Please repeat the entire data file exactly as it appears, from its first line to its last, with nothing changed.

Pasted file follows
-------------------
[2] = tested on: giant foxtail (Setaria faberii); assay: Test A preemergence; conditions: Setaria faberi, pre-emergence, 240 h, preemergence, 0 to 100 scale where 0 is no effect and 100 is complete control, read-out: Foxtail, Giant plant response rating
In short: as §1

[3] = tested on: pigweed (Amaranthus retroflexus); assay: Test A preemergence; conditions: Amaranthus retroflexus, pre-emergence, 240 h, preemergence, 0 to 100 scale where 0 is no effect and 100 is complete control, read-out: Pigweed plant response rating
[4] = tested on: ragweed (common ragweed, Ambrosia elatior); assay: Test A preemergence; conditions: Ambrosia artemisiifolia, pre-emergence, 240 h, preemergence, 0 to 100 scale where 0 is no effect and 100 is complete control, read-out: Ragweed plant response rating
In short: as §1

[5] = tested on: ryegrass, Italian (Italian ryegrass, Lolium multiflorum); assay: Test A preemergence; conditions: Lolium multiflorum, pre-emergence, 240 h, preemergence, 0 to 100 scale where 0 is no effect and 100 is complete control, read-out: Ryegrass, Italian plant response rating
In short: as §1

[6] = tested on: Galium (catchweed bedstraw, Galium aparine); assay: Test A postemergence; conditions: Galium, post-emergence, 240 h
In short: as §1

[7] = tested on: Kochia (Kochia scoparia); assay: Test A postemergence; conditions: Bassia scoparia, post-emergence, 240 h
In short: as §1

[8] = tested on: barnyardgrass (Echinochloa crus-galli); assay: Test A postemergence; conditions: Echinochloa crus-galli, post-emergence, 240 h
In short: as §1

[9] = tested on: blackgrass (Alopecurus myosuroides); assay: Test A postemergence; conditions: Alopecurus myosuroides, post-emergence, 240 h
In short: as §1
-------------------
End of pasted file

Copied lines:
[2] = tested on: giant foxtail (Setaria faberii); assay: Test A preemergence; conditions: Setaria faberi, pre-emergence, 240 h, preemergence, 0 to 100 scale where 0 is no effect and 100 is complete control, read-out: Foxtail, Giant plant response rating
In short: as §1

[3] = tested on: pigweed (Amaranthus retroflexus); assay: Test A preemergence; conditions: Amaranthus retroflexus, pre-emergence, 240 h, preemergence, 0 to 100 scale where 0 is no effect and 100 is complete control, read-out: Pigweed plant response rating
[4] = tested on: ragweed (common ragweed, Ambrosia elatior); assay: Test A preemergence; conditions: Ambrosia artemisiifolia, pre-emergence, 240 h, preemergence, 0 to 100 scale where 0 is no effect and 100 is complete control, read-out: Ragweed plant response rating
In short: as §1

[5] = tested on: ryegrass, Italian (Italian ryegrass, Lolium multiflorum); assay: Test A preemergence; conditions: Lolium multiflorum, pre-emergence, 240 h, preemergence, 0 to 100 scale where 0 is no effect and 100 is complete control, read-out: Ryegrass, Italian plant response rating
In short: as §1

[6] = tested on: Galium (catchweed bedstraw, Galium aparine); assay: Test A postemergence; conditions: Galium, post-emergence, 240 h
In short: as §1

[7] = tested on: Kochia (Kochia scoparia); assay: Test A postemergence; conditions: Bassia scoparia, post-emergence, 240 h
In short: as §1

[8] = tested on: barnyardgrass (Echinochloa crus-galli); assay: Test A postemergence; conditions: Echinochloa crus-galli, post-emergence, 240 h
In short: as §1

[9] = tested on: blackgrass (Alopecurus myosuroides); assay: Test A postemergence; conditions: Alopecurus myosuroides, post-emergence, 240 h
In short: as §1